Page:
7 Security Tips for Streaming Live Video

7 Security Tips for Streaming Live Video
Live streaming is more ubiquitous than ever these days. There are a plethora of services and a growing number of use cases too. As more professional users come on board to live video for things like remote sessions & production monitoring, the question of security comes to mind. Check out these 7 tips to make sure your live video is only ever seen by the people you intend it to be!
 
1) Avoid free streaming services
 
Services like YouTube and Facebook are super convenient when it comes to sharing video but they have some serious security drawbacks. You don’t know where your data is going, how it is being analyzed, or what other ads / 3rd party content are being shown to your viewers. Plus with millions of other users on these open public platforms, the chance of your content going before the wrong eyes is substantially higher.
 
Streamwell gives you absolute control over who sees what, and because it runs on your own server you can fully take it off the internet if you suspect a security issue.
 
2) Protect your stream keys
 
The stream key is the critical piece that lets your streaming software/hardware communicate with the streaming server. Anybody who holds this key can stream to the same place you’re streaming, whether that is a public site or not. So it is of the utmost importance that you keep those keys to yourself, the same way you would a PIN code for your bank card.
 
Streamwell gives admins and power users the ability to manage their stream keys and reset them with a click, so if you do accidentally expose a stream key you can immediately ‘burn’ it so there is no security risk on your end.
 
3) Use SRT
 
Traditionally streaming services use RTMP which works fine but that streaming protocol is woefully out of date, and hasn’t been updated since 2012. There are limitations around security and error correction, both solved by a newer protocol called SRT (Secure Reliable Transport). The big guys have been slow to adopt SRT and services like YouTube/Facebook still force you to use RTMP.
 
Streamwell supports both protocols equally, and any modern software / hardware that supports SRT can send this newer and more robust signal into your Streamwell server.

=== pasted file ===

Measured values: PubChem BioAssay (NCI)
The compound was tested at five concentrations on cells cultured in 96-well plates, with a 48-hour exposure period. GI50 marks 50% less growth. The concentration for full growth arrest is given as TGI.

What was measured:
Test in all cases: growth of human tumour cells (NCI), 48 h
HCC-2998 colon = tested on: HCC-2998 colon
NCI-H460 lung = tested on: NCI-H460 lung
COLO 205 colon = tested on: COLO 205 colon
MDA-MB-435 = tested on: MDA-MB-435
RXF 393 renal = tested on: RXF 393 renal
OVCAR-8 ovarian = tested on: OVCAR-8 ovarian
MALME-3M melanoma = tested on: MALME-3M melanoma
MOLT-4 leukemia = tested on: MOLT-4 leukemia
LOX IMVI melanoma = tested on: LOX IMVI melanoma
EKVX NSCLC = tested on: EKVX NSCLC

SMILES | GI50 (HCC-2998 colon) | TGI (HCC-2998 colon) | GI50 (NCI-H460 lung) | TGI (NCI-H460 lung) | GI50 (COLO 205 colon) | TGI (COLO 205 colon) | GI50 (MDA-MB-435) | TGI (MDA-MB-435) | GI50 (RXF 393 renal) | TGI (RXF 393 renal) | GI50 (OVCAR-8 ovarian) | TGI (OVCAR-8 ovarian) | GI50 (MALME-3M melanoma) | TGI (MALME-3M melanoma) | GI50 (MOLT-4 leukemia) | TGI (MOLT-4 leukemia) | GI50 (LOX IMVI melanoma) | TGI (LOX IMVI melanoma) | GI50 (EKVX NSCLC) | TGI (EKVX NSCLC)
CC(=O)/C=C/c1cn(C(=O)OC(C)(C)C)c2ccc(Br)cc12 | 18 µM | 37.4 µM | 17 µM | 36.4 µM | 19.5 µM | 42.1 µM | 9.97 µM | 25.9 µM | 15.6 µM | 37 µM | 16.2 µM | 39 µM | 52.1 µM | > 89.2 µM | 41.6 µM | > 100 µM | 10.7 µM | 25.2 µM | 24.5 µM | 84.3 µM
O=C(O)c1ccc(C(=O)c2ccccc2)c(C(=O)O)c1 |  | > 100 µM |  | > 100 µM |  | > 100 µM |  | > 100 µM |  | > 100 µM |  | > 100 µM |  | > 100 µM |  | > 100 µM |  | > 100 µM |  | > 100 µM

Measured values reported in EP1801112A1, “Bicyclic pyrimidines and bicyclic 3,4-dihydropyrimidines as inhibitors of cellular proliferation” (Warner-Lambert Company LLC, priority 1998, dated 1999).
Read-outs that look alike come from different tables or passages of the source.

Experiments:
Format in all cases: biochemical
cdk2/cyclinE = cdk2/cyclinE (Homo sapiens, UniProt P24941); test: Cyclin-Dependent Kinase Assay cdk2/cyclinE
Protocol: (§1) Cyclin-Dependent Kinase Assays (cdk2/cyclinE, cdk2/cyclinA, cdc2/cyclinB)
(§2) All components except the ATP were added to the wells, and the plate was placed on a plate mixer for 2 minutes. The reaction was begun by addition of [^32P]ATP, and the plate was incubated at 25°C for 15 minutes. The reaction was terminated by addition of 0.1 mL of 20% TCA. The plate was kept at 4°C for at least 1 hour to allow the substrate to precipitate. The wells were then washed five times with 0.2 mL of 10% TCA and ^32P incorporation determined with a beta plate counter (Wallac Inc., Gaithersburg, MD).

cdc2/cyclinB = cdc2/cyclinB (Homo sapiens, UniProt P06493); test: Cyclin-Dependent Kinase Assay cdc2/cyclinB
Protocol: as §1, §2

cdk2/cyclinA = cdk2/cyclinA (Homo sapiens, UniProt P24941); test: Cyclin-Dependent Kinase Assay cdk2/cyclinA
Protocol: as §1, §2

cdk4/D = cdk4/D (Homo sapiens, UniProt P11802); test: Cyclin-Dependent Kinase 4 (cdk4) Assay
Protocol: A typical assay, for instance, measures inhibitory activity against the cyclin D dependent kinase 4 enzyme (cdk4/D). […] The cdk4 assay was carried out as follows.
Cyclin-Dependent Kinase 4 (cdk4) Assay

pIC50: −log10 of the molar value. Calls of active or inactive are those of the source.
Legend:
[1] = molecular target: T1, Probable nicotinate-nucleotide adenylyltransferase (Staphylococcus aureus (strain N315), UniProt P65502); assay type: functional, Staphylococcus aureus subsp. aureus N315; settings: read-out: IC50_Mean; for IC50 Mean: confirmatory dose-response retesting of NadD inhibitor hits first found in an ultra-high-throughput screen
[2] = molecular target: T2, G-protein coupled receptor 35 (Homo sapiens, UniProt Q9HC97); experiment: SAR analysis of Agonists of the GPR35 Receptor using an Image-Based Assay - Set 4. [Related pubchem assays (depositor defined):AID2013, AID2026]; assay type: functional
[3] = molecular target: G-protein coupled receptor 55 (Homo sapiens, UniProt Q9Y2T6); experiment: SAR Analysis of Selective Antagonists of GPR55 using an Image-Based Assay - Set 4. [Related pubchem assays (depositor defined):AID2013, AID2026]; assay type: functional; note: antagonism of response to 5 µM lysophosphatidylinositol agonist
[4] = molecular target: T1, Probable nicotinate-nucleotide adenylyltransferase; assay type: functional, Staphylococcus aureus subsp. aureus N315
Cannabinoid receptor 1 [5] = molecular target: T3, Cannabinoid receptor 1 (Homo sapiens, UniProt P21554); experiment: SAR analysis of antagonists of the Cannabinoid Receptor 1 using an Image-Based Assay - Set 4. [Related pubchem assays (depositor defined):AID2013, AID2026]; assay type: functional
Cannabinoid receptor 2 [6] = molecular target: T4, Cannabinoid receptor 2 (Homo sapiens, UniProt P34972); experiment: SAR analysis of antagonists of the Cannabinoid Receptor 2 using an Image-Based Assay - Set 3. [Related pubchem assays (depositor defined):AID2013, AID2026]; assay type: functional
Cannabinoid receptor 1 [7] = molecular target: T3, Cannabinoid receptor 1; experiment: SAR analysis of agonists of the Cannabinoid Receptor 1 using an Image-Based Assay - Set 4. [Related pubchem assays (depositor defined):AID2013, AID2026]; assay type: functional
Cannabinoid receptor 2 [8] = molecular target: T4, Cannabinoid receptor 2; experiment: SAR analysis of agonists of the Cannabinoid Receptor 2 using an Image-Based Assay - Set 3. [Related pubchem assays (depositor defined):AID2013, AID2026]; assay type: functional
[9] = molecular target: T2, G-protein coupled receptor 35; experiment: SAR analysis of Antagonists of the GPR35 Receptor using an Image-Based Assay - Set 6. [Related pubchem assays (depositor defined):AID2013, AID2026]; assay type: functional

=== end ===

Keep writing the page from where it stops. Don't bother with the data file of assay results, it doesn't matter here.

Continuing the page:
4) Use logins rather than public links
 
A public link is certainly the fastest way to get a viewer to your stream. Despite the convenience, public links are rather insecure because anybody who gets a hold of one can view the stream without any further authentication. Some sites let you share to other users of that site but they make the broad assumption that your viewers not only have an account, but use it in the context of viewing your stream (i.e. business versus personal)
 
Streamwell lets you easily create simple password-protected logins for your clients and collaborators. You can manage these in seconds and nobody has to sign up for anything before you can broadcast your stream with confidence. Even if you do use the public link, Streamwell lets you renew it with a click while simultaneously deactivating any previous public links you had created for that stream.
 
5) Avoid broadcasting copyrighted content
 
Virtually all hosted streaming services (ones that run like magic on the internet versus running on *your* systems) will scan the content you are broadcasting for copyrighted material and may enforce copyrights by shutting down or muting your broadcast without even telling you! They have no way of verifying whether you actually hold a license to broadcast that content and there have been more and more incidents where the big guys and their automated systems are taking down legitimate streaming content.
 
Streamwell runs entirely on your systems - it does not “call home”, analyze your content in any way, or promote ads / 3rd party content to your viewers. So you can rest assured that whatever you stream, they will see.
 
6) Clean up!
 
Especially if you are using a single channel / service to broadcast to multiple clients, make sure you stop your encoder and change your stream key between every session. This will ensure that if a viewer from a previous stream accidentally wanders back, they don’t see content that wasn’t meant for them.
Streamwell makes it super easy to reset the incoming stream keys and public-facing links with just a click. And as we covered earlier, you can easily define user logins and control precisely who has access to what.
 
7) Run your own streaming server
 
It had to come to this eventually. No matter how much you pay or what level of service you sign up for, the other guys operate *hosted* streaming services, meaning you have to trust them with your data.
 
With Streamwell, you can run one or more streaming servers on your own internal company network. You pay no subscription fees, no additional usage fees, and you have complete control over the branding and availability of your live content.
 
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So it’s a no-brainer - if you are serious about security for your live streams, look no further than Streamwell. Learn more here or contact us now for a personalized demo!